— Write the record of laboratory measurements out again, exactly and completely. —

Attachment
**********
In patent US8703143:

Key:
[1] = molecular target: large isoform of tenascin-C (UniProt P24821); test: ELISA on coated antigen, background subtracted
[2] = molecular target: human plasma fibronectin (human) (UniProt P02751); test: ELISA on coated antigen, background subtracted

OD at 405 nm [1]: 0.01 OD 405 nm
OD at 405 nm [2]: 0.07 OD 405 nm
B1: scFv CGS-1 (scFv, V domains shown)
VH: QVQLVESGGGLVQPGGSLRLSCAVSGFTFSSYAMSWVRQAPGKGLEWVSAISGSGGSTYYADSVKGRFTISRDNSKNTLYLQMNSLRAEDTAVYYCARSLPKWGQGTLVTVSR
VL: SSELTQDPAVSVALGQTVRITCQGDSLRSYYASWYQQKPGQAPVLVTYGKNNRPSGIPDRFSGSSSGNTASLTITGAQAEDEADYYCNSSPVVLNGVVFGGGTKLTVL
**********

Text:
In patent US8703143:

Key:
[1] = molecular target: large isoform of tenascin-C (UniProt P24821); test: ELISA on coated antigen, background subtracted
[2] = molecular target: human plasma fibronectin (human) (UniProt P02751); test: ELISA on coated antigen, background subtracted

OD at 405 nm [1]: 0.01 OD 405 nm
OD at 405 nm [2]: 0.07 OD 405 nm
B1: scFv CGS-1 (scFv, V domains shown)
VH: QVQLVESGGGLVQPGGSLRLSCAVSGFTFSSYAMSWVRQAPGKGLEWVSAISGSGGSTYYADSVKGRFTISRDNSKNTLYLQMNSLRAEDTAVYYCARSLPKWGQGTLVTVSR
VL: SSELTQDPAVSVALGQTVRITCQGDSLRSYYASWYQQKPGQAPVLVTYGKNNRPSGIPDRFSGSSSGNTASLTITGAQAEDEADYYCNSSPVVLNGVVFGGGTKLTVL